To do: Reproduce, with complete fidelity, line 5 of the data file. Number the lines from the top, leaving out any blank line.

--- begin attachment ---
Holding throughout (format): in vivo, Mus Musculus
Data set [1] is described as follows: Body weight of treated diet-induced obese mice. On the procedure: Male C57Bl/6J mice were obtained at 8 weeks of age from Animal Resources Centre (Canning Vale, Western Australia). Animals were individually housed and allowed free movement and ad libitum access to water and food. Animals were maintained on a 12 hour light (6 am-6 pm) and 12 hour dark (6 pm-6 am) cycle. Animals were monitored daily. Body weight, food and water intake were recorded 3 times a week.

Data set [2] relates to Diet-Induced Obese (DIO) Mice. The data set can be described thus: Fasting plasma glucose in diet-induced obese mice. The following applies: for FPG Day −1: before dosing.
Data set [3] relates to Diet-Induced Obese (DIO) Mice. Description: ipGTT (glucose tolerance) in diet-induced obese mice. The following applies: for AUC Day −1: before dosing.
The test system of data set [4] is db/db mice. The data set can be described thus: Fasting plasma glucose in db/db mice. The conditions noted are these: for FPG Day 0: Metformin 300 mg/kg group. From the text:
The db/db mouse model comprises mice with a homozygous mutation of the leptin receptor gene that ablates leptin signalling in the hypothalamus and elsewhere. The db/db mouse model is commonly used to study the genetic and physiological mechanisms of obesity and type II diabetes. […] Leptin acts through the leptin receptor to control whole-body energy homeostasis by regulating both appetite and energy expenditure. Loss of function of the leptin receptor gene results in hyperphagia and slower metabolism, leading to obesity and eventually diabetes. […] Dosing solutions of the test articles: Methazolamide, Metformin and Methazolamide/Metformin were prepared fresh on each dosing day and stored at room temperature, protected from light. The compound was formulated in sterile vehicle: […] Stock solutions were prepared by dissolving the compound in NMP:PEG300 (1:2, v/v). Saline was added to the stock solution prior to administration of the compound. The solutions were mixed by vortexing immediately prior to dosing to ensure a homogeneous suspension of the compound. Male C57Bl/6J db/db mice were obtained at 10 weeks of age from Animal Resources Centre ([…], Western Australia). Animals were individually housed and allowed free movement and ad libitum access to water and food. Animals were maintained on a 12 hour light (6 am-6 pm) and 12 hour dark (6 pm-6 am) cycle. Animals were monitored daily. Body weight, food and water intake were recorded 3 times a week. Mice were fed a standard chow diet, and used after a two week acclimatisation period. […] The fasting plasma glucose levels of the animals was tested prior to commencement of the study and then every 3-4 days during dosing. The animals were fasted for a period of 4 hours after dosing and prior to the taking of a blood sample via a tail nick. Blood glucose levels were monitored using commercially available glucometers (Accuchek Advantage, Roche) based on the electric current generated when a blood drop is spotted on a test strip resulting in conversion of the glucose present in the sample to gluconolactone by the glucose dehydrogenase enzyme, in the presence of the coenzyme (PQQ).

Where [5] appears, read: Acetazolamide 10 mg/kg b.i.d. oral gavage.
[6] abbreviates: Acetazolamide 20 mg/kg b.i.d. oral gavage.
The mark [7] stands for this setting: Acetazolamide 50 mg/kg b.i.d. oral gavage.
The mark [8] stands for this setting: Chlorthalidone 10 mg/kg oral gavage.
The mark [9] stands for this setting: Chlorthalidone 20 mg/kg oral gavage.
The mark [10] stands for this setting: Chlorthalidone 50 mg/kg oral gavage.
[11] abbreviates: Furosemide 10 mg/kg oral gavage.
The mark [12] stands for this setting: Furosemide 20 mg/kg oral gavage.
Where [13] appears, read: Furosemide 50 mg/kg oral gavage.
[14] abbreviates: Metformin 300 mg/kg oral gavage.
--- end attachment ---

The test system of data set [4] is db/db mice. The data set can be described thus: Fasting plasma glucose in db/db mice. The conditions noted are these: for FPG Day 0: Metformin 300 mg/kg group. From the text: